Sweet Street Rod: 1932 Ford Roadster

Vehicles like this 1932 Ford Roadster are perhaps among the coolest cars out there. They are a remnant of a bygone era, still being enjoyed in today’s modern world! Street rods aren’t really my thing, but this ’32 Ford is absolutely doing it for me. Many thanks to reader Rocco B. for sending this in! The slotted wheels suggest this car was created in the ’70s, though it could really be at home in on the hot rod scene in any era. The paint, wheels, and clean, simple style all work in unison to make this an eye-catching creation. In a sea of fiberglass hot rods, this Ford’s body is steel and started life as a regular street car. Find it here on craigslist in Michigan with an asking price of $7,995. 

Clean and simple. This whole car was created with the intention of simple vehicular enjoyment, and while some better interior pictures would be warranted, for the price this car could be a lot of fun for your money. The seat doesn’t look to have seen a lot of abuse, or even sun damage. This car is in such good shape that I suspect it was someone’s weekend fun car, and may have seen use primarily at local shows and cruise nights.

Because this is a street rod, naturally a Chevrolet 350 occupies what I will loosely refer to as the engine bay. The radiator has been removed, and the ad is written in such a way that it implies it may be included with the sale. There is no mention as to whether or not this street rod runs, but the easiest place to start would be to run some basic tests and give it a tune-up. With a little work, this 350 might just fire up and the buyer could have a neat little cruiser just like that! This car would be an excellent beach cruising vehicle, and would be right at home at a drive-in movie or classic diner.

How can you say no to a vanity plate like that? Or headers with removable block-offs? This car has the option to be loud, or obnoxiously loud and the stance is just perfect. Hopefully the new owner will preserve this car the way it is, and enjoy it for what it is. Being a California vehicle, the frame and body are almost certainly in good condition and free of rust. This car has been in storage for seven years, and is now ready for a new home! This car has so much dated style it is almost certain to attract the right buyer.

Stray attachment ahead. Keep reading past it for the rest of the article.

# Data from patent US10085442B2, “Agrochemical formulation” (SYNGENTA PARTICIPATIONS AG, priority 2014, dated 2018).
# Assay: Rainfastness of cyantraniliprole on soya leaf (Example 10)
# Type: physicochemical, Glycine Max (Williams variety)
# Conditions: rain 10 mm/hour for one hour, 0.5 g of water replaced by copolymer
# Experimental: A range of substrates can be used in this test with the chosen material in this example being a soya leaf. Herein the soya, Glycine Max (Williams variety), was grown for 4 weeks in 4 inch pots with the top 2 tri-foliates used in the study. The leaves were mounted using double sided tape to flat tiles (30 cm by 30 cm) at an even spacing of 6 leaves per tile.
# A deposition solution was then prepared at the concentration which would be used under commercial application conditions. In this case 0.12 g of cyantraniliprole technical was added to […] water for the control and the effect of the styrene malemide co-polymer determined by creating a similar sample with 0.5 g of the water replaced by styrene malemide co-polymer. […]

Fast Finds


  1. Shawn Fox Firth

    A remnant of a bygone era still being enjoyed in the modern world . . .sounds like your describing Me LoL .

  2. C Carl

    Greetings from Utah

  3. gaspumpchas.

    Sorry, that Mill looks like a Y-block ford.Nice car, put another eng in and drive!! Good luck to the new owner!!

    • Jason

      Yep, Ford Y-block, and by the looks, it may be from a car as it has the 11 o’clock angled car thermostat housing. The add says it’s a 312.

  4. Rock On Member

    Great deal, you probably couldn’t even buy a glass body and reproduction frame for that kind of money 💰. If it was a coupe I would be all over it.

  5. Steve R

    Steel body with no doors? I don’t know early Fords, is it even a 32 style body?

    Steve R

  6. BOBv

    not a 32 Ford guys, look at the removable gas tank and other features. It’s a 30 or 31 Model ‘A’ Ford


    i’ve been craving a t-bucket but the has peaked my interest. i don’t care if it is a ford y-block. it is still cool.

  8. chad

    agreed, cool.
    Buddy built 1w/blower on top – $80,000 sale.
    Buyer took it to Bonyville (spelling) Salt Flats – over 200 mph. His dream fulfilled.
    Glad this one has all 4 fenders…

  9. Todd Fitch Staff

    I’d like to see it just as-is, only running, and safety items fixed. Minimal updates. Don’t see many 70s period street rods. Needs a CB whip antennae with a ‘coon tail on the top.

    • Andrew Tanner Member

      We think alike Todd!

  10. Chuck Cobb

    NOT a SBC, fuel pump on wrong side

  11. House of Hotrods

    Definitely a Model A, maybe titled as a ’32, but not one. Could be a neat little low budget hot rod if it can be sorted ok.

  12. LAB3

    Looks like fun but for a couple grand more you can find these in running and driving condition pretty much any time here in Michigan.

  13. Ralph Terhune

    Nice to see an old street rod with something other than a d*mn small block chebby in it. Refurbish the Y block and drive the wheels off it!

  14. Speedy D

    Most definitely NOT a 32 ford — it is a 1930-31 Roadster body — far too many give away features to be anything but 30-31 — looks to have loads of filler everywhere — buyer beware! — still not a bad price

  15. C Carl

    Lake el Mirage

  16. Joe Haska